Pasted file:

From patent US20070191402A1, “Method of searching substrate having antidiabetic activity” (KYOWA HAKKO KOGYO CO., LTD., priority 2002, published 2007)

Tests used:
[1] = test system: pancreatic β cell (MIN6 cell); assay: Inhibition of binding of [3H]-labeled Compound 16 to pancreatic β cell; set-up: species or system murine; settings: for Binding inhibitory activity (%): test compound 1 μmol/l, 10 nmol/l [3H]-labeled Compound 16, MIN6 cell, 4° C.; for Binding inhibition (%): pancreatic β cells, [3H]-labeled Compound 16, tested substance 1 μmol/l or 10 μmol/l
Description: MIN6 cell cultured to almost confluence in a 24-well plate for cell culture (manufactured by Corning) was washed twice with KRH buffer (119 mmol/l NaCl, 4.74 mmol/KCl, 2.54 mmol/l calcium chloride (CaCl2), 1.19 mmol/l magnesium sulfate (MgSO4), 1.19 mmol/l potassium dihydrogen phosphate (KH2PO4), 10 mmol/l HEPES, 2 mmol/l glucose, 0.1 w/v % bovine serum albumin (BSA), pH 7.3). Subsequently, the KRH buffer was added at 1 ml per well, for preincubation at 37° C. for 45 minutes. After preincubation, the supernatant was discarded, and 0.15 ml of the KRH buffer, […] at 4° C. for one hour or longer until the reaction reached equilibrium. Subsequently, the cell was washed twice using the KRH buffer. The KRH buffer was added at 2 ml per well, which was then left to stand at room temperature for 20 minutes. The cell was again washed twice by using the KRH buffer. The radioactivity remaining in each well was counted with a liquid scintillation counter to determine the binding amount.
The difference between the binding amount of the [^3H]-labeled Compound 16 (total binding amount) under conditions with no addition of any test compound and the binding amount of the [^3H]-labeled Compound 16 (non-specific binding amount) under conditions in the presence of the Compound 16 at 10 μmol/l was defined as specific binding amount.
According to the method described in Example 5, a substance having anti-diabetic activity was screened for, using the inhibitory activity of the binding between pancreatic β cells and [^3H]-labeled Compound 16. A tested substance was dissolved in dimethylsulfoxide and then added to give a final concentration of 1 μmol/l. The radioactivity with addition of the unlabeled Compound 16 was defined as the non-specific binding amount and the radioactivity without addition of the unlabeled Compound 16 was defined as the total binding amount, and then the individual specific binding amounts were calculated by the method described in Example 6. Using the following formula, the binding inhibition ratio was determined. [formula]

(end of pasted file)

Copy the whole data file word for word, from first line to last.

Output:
From patent US20070191402A1, “Method of searching substrate having antidiabetic activity” (KYOWA HAKKO KOGYO CO., LTD., priority 2002, published 2007)

Tests used:
[1] = test system: pancreatic β cell (MIN6 cell); assay: Inhibition of binding of [3H]-labeled Compound 16 to pancreatic β cell; set-up: species or system murine; settings: for Binding inhibitory activity (%): test compound 1 μmol/l, 10 nmol/l [3H]-labeled Compound 16, MIN6 cell, 4° C.; for Binding inhibition (%): pancreatic β cells, [3H]-labeled Compound 16, tested substance 1 μmol/l or 10 μmol/l
Description: MIN6 cell cultured to almost confluence in a 24-well plate for cell culture (manufactured by Corning) was washed twice with KRH buffer (119 mmol/l NaCl, 4.74 mmol/KCl, 2.54 mmol/l calcium chloride (CaCl2), 1.19 mmol/l magnesium sulfate (MgSO4), 1.19 mmol/l potassium dihydrogen phosphate (KH2PO4), 10 mmol/l HEPES, 2 mmol/l glucose, 0.1 w/v % bovine serum albumin (BSA), pH 7.3). Subsequently, the KRH buffer was added at 1 ml per well, for preincubation at 37° C. for 45 minutes. After preincubation, the supernatant was discarded, and 0.15 ml of the KRH buffer, […] at 4° C. for one hour or longer until the reaction reached equilibrium. Subsequently, the cell was washed twice using the KRH buffer. The KRH buffer was added at 2 ml per well, which was then left to stand at room temperature for 20 minutes. The cell was again washed twice by using the KRH buffer. The radioactivity remaining in each well was counted with a liquid scintillation counter to determine the binding amount.
The difference between the binding amount of the [^3H]-labeled Compound 16 (total binding amount) under conditions with no addition of any test compound and the binding amount of the [^3H]-labeled Compound 16 (non-specific binding amount) under conditions in the presence of the Compound 16 at 10 μmol/l was defined as specific binding amount.
According to the method described in Example 5, a substance having anti-diabetic activity was screened for, using the inhibitory activity of the binding between pancreatic β cells and [^3H]-labeled Compound 16. A tested substance was dissolved in dimethylsulfoxide and then added to give a final concentration of 1 μmol/l. The radioactivity with addition of the unlabeled Compound 16 was defined as the non-specific binding amount and the radioactivity without addition of the unlabeled Compound 16 was defined as the total binding amount, and then the individual specific binding amounts were calculated by the method described in Example 6. Using the following formula, the binding inhibition ratio was determined. [formula]